Vines

Vines are rarely associated with gardening: the first image we have in your mind when we hear the word “a garden” is either vegetables or a patch of beautiful flowers.

However, a vine or two will always add a finishing touch to your garden, and will serve so many other purposes! They will bring a special charm with colours and elegance.

They can be both annual and perennial. Perennial vines are also called hardy.

A vine or climber is a great and cost effective way to soften the line of buildings, edges, fences, helping them to merge with the landscape and special settings in your garden.

If you want to decorate unattractive spots on the walls of an old house, there is hardly any better solution than to cover them with plants.

If you want to create a ground cover, they will make an excellent natural carpet to cover the banks and foundations. In general, stone walls and metal fences will look more cheerful and friendly if covered with plants.

Different ways to Climb

When you buy, pay attention to the way they climb. Some climbing plants support themselves with the help of tendrils, so they can reach any objects to grasp. The other ones have little adhesive fastening discs, so they can stick to the stone or brick surfaces. Some varieties hold to walls with the help of tiny aerial rootlets. And there are also those which usually use twining around the branches of other plants. Be careful with these last ones as they have a tendency to completely cover a bush or a small tree.

Support

They should be supported, and here you can use your imagination by creating all sorts of trellises, pergolas and arbors. You can give them any shape which would fit into the arrangement of your garden in general. As for the material, natural wood will do best, and it is not even necessary to paint it as it usually looks exquisitely beautiful as a background for your plants.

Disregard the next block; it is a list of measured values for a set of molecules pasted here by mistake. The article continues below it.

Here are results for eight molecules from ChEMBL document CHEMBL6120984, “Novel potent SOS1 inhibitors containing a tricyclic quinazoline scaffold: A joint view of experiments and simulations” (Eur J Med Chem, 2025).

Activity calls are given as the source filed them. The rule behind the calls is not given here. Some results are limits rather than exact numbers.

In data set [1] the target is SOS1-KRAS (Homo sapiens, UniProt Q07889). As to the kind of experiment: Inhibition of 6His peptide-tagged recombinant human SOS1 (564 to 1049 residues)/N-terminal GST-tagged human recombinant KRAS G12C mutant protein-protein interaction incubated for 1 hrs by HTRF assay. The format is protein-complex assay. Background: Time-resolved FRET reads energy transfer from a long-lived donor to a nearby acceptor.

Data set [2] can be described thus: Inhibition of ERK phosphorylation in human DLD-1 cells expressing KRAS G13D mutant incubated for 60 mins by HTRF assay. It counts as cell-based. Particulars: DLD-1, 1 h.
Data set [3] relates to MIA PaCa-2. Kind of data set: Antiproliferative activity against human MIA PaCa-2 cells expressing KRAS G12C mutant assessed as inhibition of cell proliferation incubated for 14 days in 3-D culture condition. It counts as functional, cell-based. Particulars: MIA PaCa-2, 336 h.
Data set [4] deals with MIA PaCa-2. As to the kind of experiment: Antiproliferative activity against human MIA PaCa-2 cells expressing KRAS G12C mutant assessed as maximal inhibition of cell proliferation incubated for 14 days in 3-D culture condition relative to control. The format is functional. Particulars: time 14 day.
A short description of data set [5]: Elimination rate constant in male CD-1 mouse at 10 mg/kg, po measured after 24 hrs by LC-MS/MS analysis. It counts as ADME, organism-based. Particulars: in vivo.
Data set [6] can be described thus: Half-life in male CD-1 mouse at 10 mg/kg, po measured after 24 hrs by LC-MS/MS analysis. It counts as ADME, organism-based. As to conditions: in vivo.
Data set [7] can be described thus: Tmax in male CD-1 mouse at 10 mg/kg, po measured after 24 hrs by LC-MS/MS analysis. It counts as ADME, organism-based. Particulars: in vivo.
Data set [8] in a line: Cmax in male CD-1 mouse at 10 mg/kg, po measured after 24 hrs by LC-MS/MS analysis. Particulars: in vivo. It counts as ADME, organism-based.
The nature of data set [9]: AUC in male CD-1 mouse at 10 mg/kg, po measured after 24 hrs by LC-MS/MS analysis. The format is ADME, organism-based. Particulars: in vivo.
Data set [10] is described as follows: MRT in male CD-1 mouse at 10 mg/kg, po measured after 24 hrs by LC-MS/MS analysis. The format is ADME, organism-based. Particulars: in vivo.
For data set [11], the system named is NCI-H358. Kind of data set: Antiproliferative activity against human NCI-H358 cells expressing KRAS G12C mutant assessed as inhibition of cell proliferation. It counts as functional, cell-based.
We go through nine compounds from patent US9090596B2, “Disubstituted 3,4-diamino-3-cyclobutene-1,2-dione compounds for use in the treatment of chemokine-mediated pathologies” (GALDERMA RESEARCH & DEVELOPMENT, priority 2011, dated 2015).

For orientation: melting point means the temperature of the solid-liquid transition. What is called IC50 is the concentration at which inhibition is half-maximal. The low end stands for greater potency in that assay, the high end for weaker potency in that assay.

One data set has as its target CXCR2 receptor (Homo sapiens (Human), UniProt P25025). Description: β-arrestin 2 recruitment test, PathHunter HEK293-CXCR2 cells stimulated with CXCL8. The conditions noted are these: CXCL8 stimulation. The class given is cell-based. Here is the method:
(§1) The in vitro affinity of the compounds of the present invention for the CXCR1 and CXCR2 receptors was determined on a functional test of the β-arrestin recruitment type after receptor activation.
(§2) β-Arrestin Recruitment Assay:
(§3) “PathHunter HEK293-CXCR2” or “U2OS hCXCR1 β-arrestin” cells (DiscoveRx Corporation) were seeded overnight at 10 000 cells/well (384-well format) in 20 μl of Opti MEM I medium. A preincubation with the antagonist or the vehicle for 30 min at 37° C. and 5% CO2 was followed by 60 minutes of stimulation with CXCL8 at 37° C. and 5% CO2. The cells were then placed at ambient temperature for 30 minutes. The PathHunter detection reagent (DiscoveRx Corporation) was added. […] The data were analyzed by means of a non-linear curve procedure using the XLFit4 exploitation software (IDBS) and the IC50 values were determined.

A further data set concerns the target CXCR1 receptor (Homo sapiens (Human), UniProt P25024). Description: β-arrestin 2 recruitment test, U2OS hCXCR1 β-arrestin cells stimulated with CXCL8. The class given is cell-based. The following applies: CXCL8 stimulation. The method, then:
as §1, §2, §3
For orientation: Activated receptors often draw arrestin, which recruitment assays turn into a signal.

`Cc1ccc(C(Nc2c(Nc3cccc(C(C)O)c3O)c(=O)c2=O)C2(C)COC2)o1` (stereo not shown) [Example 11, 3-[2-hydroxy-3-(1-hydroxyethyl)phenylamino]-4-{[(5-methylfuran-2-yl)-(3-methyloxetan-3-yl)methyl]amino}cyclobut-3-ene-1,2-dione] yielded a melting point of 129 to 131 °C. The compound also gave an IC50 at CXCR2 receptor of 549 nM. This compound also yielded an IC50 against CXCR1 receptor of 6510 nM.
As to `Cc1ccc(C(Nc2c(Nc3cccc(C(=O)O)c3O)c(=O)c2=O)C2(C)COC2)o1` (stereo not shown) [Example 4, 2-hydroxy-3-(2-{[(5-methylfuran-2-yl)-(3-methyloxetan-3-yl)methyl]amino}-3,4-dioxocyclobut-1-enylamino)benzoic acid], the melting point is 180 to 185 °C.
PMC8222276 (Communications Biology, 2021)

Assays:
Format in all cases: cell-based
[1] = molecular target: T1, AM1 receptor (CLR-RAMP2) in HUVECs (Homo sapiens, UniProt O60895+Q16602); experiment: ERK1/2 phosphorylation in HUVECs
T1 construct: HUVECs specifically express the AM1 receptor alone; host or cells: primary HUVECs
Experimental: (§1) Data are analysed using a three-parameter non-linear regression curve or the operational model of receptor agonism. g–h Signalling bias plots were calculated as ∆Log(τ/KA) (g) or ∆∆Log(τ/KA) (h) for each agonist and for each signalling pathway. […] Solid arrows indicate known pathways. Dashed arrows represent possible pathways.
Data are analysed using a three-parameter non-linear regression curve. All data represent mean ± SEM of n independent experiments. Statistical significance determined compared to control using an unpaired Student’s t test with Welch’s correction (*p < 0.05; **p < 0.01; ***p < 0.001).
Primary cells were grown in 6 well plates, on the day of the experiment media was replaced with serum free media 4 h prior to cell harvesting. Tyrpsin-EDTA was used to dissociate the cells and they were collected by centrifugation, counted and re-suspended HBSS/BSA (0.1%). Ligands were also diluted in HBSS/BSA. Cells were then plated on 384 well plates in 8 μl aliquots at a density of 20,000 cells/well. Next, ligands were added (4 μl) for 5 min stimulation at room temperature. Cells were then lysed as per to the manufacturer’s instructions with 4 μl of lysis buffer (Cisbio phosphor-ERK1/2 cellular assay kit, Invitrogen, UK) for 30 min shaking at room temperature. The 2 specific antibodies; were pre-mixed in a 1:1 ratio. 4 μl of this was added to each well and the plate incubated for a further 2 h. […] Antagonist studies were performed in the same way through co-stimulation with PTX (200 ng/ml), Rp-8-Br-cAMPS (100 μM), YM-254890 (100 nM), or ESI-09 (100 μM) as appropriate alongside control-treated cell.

Planting

If you choose to plant an annual Vine plant, it will be sufficient to dig it in a well-drained soil. With perennials it’s a bit different: you plant them as any shrub. If you want to place your plants near the foundation, pay attention to the soil as it can be rather poor. Make the planting hole approximately two square feet large. Mix the soil with peat moss or bone meal.

If you plant near the house, make sure they are not placed under the eaves. They will not benefit if water drips continuously on their leaves. It is especially unpleasant in late autumn, when the weather can be frosty in the evenings, so the wet leaves would eventually freeze and die off.

If planted on the sunny side of your garden, the plant will need frequent watering.

Types

These plants can be a challenge at times, but once you overcome any difficulty and master the vine the rewards will be great. Don't let me scare you off. You can train your vine into many shapes and have it trail down just the way you want it. You'll have fun.

Among the most popular which are usually chosen by gardeners there are:

  • Climbing Hydrangea
  • Akebia
  • Morning Glory
  • Honeysuckle
  • Boston Ivy
  • Clematis
  • Lemon Lace
  • Jasmine
  • Mountain Fleece
  • Snapdragon Vine
  • Yellow Trumpet Creeper
  • Dutchman's Pipe
  • Virginia Creeper
  • Tweedia
  • English Ivy